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    South Australia - Sport

    Roller and Ice Skating

    Also see Adelaide - Entertainment and the Arts - Miscellany - Skating

    Roller Skating

    (Taken from Geoffrey H. Manning's A Colonial Experience)


    In the French Patent Office there is recorded under the date of 12 November 1819, and credited to one Pettibled, a device involving the principle of the roller skate. About the same time an Englishman named Tyers invented a skate with five narrow wheels in a single row, so arranged that but two of them were on the floor at the same time.

    The next skate was made in 1828 and patented in France while, in 1849, another was brought before the public, being first exhibited at the Paris Opera. The next year one Sidmon produced a somewhat different style of roller in London. None of these, however, served to attract more than passing notice.

    It was reserved for an American, James L. Plimpton, to perfect the roller-skate, to develop a system of rinks and to obtain the patronage of the best classes of society. He patented his invention in the USA in 1863 and in England two years later. The sport, in the course of time, came to be known as 'Rinking'.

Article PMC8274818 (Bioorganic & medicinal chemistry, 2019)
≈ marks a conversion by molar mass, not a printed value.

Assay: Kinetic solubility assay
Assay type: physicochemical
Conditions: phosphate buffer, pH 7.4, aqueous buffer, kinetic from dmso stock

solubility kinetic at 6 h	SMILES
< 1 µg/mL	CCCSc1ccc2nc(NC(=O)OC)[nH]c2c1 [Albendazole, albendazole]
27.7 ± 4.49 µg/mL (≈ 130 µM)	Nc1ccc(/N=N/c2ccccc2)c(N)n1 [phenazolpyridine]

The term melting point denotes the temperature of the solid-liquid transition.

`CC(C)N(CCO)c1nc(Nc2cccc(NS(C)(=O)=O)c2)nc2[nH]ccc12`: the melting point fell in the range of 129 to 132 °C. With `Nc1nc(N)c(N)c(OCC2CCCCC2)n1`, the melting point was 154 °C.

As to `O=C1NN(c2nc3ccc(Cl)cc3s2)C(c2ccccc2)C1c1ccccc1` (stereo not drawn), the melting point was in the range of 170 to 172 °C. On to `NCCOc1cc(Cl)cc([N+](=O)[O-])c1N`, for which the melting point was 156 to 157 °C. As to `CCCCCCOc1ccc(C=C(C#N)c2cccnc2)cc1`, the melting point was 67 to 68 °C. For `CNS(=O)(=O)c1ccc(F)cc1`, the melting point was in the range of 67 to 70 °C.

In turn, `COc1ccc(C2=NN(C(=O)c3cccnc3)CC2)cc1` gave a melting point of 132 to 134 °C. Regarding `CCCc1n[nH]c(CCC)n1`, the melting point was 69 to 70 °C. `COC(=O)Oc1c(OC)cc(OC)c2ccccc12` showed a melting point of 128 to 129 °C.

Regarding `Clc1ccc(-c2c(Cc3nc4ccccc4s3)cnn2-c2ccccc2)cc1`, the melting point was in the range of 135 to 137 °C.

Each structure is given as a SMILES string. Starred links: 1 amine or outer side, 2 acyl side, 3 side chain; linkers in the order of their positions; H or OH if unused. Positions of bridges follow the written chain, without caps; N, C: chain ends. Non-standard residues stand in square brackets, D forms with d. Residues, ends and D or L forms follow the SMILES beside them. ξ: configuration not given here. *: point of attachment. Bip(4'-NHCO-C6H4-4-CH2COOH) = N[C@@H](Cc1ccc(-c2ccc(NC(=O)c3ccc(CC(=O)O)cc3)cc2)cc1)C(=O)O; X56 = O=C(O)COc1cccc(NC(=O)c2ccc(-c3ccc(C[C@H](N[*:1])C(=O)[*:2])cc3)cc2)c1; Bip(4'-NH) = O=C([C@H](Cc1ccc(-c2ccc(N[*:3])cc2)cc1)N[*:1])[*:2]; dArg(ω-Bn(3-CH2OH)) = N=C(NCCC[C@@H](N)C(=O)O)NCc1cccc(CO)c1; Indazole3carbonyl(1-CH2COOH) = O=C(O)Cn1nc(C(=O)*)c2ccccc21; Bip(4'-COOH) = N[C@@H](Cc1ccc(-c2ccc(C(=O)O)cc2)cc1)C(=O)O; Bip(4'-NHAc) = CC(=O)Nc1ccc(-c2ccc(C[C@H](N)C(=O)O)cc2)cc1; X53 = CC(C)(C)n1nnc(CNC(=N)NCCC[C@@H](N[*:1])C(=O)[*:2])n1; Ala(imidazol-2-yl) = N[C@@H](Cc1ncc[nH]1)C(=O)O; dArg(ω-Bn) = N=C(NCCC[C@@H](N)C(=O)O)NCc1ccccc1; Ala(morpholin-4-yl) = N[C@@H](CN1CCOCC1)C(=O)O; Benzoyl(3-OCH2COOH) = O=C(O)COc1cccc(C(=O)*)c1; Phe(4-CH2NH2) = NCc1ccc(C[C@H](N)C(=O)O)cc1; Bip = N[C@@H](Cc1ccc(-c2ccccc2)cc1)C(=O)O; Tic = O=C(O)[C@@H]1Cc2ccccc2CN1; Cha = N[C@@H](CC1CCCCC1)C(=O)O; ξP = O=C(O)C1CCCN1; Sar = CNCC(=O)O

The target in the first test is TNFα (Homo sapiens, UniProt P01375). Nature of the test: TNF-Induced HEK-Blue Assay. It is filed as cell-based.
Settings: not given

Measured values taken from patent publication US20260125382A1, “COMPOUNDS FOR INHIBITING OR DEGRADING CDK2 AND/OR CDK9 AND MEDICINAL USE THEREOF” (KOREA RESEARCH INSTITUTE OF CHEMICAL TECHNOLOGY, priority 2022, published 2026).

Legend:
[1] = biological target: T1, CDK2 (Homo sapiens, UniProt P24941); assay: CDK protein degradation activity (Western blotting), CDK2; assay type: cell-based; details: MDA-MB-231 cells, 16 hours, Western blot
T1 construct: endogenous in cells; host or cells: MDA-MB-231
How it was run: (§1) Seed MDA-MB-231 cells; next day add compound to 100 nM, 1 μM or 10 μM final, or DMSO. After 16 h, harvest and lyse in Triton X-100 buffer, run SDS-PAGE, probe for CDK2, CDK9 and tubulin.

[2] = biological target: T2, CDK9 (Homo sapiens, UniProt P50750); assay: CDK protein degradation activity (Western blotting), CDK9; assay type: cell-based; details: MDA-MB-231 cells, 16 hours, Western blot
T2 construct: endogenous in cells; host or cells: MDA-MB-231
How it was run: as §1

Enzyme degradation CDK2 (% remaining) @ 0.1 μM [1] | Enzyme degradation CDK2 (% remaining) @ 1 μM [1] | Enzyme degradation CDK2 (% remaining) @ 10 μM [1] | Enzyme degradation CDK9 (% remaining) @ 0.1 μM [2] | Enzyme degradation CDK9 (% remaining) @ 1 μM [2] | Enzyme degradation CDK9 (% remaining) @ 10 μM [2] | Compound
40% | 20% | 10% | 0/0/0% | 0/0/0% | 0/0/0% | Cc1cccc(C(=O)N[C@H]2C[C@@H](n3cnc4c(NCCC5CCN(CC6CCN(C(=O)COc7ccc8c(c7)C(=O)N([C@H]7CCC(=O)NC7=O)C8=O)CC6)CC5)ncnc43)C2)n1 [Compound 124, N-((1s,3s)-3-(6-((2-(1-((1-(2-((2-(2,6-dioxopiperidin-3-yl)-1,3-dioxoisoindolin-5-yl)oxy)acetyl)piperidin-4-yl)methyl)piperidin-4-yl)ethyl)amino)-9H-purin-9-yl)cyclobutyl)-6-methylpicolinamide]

Rinking in South Australia

    Coppin's skating rink was opened in Hines Assembly Room in Adelaide on 21 May 1868 where 'a moderately good attendance' had 'to undergo the fixing of a pair of false soles' which had under them two pairs of small wooden wheels. The scene was described as 'decidedly a novel one' and most participants agreed that it was a 'capital exercise'.

    Such was the popularity of this new pastime in some quarters, in July 1868 a dozen gentlemen interested in the formation of a skating rink, the venue of which was to be the Town Hall, met at the Gresham Hotel, with J.L. Ebsworth in the chair. A committee was elected comprising Messrs G.M. Turnbull, W. McMinn, Moles, C. Young, S. Schank and H. Stodart. After lengthy negotiations they were debarred the use of the hall because upon trial the floor was unsuited for the purpose. They then applied for a lease of the Exhibition Building but were denied that venue following government intervention.

    A reminiscent report in 1888 said:

    By 1878 a new wave of enthusiasm hit Adelaide when Peter Bastard, son of the enterprising lessee of the city baths, had the northern side of his premises floored with kauri pine. When completed it measured 75 by 25 feet with extra space around the rink covered with Indian matting upon which seating was provided for interested spectators.